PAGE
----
The information that lawyers may properly give to the auditor about these matters include, to the extent appropriate, an identification of the proceedings or matter, the stage of proceedings, the claims asserted, and the position taken by the client.
In a U.S. audit enquiry, the responding lawyer would normally refrain from expressing a judgment as to outcome except in those relatively few clear cases where it appears to the lawyer that an unfavourable outcome is either “probable”16 or “remote”.17 The ABA Statement anticipates that in most situations an unfavourable outcome will be neither “probable” nor “remote” as defined.18 The ABA Statement also cautions that this standard applies with even more force in determining whether the assertion of a claim not yet asserted is “probable.”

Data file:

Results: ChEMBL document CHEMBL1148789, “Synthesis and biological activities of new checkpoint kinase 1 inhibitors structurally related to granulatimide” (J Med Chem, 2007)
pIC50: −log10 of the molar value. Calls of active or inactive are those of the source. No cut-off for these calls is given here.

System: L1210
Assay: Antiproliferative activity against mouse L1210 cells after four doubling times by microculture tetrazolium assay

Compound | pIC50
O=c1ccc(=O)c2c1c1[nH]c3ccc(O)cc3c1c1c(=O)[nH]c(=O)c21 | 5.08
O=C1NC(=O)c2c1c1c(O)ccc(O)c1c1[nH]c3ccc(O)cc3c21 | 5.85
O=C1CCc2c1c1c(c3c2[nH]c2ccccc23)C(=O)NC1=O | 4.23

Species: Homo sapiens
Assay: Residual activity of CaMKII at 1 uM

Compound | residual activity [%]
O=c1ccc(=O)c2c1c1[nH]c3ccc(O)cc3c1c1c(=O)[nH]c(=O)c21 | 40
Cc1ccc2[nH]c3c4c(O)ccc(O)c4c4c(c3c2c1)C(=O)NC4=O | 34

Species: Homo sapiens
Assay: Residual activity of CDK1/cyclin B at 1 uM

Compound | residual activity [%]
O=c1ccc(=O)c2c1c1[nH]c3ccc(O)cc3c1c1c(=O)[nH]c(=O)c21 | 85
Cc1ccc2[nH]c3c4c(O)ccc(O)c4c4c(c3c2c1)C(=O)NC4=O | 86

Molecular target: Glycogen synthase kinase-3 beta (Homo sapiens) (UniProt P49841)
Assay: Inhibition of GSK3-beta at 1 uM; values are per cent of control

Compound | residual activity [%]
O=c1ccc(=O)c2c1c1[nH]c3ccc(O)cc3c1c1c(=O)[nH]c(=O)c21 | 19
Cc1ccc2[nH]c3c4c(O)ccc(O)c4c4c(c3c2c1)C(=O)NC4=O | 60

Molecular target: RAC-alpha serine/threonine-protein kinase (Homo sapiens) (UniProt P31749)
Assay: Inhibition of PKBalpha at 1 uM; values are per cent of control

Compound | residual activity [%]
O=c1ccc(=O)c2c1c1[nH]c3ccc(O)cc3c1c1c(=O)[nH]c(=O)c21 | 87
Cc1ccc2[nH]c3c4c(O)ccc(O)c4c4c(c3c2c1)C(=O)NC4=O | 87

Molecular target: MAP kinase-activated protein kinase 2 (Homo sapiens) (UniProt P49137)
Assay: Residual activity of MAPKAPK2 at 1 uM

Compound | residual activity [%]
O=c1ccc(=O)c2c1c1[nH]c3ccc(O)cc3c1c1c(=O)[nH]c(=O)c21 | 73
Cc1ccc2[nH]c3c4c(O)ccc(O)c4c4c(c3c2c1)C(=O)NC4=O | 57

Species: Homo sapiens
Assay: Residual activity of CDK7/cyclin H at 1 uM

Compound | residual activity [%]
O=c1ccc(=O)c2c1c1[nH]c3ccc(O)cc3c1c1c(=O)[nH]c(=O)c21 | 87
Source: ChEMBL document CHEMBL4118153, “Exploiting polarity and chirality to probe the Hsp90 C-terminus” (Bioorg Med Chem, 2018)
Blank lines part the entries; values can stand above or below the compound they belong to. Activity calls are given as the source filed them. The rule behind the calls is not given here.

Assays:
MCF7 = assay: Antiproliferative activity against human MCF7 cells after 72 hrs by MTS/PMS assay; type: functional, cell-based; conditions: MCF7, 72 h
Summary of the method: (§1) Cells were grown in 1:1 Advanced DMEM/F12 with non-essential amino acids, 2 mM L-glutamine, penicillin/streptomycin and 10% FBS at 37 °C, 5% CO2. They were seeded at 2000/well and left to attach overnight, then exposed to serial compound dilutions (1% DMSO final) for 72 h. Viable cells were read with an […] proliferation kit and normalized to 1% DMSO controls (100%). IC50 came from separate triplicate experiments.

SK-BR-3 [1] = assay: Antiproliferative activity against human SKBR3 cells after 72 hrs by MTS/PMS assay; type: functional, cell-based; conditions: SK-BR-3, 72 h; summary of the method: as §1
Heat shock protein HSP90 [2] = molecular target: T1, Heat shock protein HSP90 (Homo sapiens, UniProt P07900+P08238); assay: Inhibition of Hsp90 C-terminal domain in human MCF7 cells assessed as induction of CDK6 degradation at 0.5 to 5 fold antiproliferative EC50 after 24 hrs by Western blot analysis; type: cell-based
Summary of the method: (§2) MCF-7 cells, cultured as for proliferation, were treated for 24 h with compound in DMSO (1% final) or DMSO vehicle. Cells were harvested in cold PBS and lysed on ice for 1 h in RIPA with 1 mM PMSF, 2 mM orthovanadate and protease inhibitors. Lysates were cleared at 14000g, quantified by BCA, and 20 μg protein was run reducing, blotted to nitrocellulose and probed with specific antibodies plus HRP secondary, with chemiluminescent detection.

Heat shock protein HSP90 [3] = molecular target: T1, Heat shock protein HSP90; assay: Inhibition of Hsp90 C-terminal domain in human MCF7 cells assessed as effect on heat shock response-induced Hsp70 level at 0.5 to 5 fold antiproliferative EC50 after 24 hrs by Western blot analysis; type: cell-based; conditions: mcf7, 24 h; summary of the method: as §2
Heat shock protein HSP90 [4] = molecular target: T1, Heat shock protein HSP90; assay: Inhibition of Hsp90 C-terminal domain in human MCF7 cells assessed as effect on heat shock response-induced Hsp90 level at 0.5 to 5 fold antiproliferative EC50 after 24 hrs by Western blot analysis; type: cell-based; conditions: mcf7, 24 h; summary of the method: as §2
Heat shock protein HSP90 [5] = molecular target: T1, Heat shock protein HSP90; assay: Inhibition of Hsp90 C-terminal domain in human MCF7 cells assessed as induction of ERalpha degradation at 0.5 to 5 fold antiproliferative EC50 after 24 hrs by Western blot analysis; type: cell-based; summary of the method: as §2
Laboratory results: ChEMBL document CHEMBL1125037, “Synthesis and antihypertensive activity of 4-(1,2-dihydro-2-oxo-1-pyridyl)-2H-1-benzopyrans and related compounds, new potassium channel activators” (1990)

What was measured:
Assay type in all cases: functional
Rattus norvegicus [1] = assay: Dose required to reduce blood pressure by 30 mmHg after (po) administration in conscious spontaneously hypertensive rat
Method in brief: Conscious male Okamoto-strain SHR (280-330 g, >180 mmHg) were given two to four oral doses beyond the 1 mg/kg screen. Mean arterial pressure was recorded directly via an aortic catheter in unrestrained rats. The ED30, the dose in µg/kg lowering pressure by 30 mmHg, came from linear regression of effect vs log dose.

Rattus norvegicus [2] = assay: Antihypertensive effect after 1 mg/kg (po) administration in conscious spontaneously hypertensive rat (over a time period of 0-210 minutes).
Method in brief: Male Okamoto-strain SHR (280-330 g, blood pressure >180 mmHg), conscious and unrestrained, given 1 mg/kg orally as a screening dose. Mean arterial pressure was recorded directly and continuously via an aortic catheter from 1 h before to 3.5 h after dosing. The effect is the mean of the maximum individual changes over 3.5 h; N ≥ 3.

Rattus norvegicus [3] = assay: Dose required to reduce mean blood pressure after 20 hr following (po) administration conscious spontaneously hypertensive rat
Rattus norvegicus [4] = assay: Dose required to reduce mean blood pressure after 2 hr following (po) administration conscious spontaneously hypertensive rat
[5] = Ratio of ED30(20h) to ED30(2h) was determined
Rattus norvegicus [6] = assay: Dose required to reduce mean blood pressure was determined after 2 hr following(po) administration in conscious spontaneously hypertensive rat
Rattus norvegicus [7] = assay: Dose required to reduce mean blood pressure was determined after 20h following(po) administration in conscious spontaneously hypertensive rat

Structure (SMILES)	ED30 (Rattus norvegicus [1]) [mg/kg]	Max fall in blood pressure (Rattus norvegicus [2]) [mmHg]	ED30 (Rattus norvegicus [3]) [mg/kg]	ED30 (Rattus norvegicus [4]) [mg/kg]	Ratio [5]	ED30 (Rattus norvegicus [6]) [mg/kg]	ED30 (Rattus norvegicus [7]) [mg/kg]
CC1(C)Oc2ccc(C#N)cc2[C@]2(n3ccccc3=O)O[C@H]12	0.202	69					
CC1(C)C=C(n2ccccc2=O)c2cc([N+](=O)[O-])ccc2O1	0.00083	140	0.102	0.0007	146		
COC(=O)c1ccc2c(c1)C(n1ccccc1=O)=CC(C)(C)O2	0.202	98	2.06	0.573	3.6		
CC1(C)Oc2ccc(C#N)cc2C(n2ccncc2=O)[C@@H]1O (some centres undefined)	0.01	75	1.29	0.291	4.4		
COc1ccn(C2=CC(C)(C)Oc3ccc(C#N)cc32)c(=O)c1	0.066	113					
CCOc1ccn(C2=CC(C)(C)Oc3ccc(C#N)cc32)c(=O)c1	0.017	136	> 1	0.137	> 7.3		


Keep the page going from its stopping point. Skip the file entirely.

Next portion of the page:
Where an unfavourable outcome is not viewed to be remote, the lawyer may also be asked to estimate the potential amount or range of loss in dollar terms. However, the ABA Statement takes the position that the amount or range of potential loss will normally be inherently impossible to ascertain with any degree of certainty.19 In most cases, therefore, the lawyer will not be able to provide any such estimate to the auditor. The considerations bearing upon the difficulty in estimating loss (or range of loss) where pending litigation is concerned are obviously even more compelling in the case of unasserted possible claims.
3. What if the client omits unasserted claims or assessments from the enquiry?